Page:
Paul tells the Galatians that instead of unbridled freedom to do whatever they felt like, they need to live lives of love of God and love and service to neighbors. He draws a comparison saying in The Message: “But what happens when we live God’s way? He brings gifts into our lives, much the same way that fruit appears in an orchard—things like affection for others, exuberance about life, serenity. We develop a willingness to stick with things, a sense of compassion in the heart, and a conviction that a basic holiness permeates things and people. We find ourselves involved in loyal commitments, not needing to force our way in life, able to marshal and direct our energies wisely.”

 

Doesn’t that sound more appealing? Wouldn’t you rather live this kind of life? Again, I think it helps to also hear the list of Fruit of the Spirit from the NRSV: Paul writes “By contrast, the fruit of the Spirit is love, joy, peace, patience, kindness, generosity, faithfulness, gentleness, and self-control.”

 

Living your life with these fruits sounds much happier. his presents a picture of the good life God wants for us. God wants us to be happy. God wants us to live with one another in ways that are faithful, dependable and loving. The kind of fruit you harvest will depend on how you live your life.

 

It is easy to get tempted to think that living lives of total freedom, (or going after whatever, we want with no rules), is the way to happiness. But that is what leads to the rotten fruits of: “strife, jealousy, anger, quarrels, dissensions, factions, envy, drunkenness, carousing.”

 

What yields the good fruits like “love, joy, peace, patience, kindness, generosity, faithfulness, gentleness, and self-control” is living your life in harmony with God’s will.

 

When I was in college I got the nickname “Two Shoes” short for “Goodie Two Shoes.” Many of my college classmates went out drinking at the local bars, doing drugs, coming back to the dorm drunk, high, and obnoxious. I didn’t do that. As a Christian, that wasn’t the way I wanted to live my life. Others got into promiscuous relationships which inevitably led to heartache. People could see that I wasn’t fitting in with the crowd. I took some flak for that. But to this day I feel good about the choices I made.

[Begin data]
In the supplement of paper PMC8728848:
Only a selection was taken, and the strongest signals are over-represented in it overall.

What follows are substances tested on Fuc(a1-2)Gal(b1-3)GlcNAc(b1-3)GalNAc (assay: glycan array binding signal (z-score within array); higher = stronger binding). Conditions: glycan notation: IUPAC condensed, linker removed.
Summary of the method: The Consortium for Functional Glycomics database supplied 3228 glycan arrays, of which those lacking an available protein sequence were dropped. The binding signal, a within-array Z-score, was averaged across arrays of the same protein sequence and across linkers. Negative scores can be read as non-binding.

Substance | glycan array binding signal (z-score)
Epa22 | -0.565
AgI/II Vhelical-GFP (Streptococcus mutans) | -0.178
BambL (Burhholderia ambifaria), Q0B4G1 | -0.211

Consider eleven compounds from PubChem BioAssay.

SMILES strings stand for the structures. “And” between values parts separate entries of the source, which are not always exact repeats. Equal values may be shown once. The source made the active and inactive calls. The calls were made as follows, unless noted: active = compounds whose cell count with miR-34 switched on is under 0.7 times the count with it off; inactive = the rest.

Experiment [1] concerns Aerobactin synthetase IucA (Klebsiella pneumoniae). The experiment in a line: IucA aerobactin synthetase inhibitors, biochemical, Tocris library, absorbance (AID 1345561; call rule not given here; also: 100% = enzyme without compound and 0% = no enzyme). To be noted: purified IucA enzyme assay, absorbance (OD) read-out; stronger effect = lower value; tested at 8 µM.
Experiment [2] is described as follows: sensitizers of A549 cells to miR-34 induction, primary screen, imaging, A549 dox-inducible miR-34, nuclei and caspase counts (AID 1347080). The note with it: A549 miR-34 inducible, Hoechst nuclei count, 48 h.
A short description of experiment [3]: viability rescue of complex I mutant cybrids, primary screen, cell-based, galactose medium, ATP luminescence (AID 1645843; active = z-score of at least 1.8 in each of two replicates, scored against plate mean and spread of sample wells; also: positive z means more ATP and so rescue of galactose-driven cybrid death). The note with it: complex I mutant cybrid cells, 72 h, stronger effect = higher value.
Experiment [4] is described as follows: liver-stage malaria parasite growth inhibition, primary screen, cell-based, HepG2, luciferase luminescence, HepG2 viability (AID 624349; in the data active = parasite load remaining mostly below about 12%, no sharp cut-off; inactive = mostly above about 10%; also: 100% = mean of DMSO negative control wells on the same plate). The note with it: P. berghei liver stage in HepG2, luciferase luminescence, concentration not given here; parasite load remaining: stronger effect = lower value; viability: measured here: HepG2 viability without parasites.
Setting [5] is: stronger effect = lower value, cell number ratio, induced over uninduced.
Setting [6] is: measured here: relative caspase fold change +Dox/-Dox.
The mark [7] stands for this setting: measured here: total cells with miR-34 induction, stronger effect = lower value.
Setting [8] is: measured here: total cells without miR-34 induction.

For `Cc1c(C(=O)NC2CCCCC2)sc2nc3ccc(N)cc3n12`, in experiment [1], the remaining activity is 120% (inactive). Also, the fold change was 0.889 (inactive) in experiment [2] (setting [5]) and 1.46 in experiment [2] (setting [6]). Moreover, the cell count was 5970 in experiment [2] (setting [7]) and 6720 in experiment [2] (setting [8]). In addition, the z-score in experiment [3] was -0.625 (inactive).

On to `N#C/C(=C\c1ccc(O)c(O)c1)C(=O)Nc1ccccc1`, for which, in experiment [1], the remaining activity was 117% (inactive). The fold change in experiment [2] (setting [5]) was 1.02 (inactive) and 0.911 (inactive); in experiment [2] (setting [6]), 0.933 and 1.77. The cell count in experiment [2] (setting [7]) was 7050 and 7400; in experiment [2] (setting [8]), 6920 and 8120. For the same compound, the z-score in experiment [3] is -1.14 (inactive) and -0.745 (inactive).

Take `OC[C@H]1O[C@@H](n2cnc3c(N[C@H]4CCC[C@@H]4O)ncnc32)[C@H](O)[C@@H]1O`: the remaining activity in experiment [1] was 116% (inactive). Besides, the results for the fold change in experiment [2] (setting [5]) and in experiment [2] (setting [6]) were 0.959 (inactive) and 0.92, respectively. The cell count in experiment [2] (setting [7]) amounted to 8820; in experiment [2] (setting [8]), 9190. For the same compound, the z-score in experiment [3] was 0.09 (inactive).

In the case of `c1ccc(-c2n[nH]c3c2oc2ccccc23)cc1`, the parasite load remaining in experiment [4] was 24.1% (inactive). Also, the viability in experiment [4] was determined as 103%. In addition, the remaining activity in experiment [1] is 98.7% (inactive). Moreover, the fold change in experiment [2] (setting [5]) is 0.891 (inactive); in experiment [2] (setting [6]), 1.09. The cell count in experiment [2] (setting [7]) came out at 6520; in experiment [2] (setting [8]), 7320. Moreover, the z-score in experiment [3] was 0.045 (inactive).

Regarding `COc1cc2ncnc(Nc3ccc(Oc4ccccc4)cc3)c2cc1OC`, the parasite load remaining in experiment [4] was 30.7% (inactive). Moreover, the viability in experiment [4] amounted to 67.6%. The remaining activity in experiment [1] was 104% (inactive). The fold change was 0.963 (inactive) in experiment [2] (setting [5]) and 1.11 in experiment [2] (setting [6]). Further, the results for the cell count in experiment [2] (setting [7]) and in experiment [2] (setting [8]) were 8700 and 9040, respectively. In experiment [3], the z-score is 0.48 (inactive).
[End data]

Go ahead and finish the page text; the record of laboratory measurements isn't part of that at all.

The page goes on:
Graduates as you go out into the world, you will face these kinds of temptations and more. There are many people who will try to tempt you to use your new freedom in ways that lead to rotten fruit. Remember who you are. You are God’s beloved child, named and claimed by him. Live your life in ways that reflect that. Do the things that will nurture your faith, not pull you away from it. Find a church or a Christian organization on campus and be active in it. Take your Bible with you and use it! God’s word is a lamp unto your feet and a light onto your path. Surround yourself with Christian friends who will make good choices rather than lead you astray. And don’t forget to pray. As you pray, God will guide you.

 

That is a good reminder for all of us. Be intentional about living your life in ways that reflect your love for God and love for others. Partner with the Holy Spirit in cultivating the fruits of “love, joy, peace, patience, kindness, generosity, faithfulness, gentleness, and self-control.” As you do, you will reap a bountiful harvest of juicy fruit, that is tasty for you and appetizing for those around you. May God bless you in living a fruitful life of faith. Amen!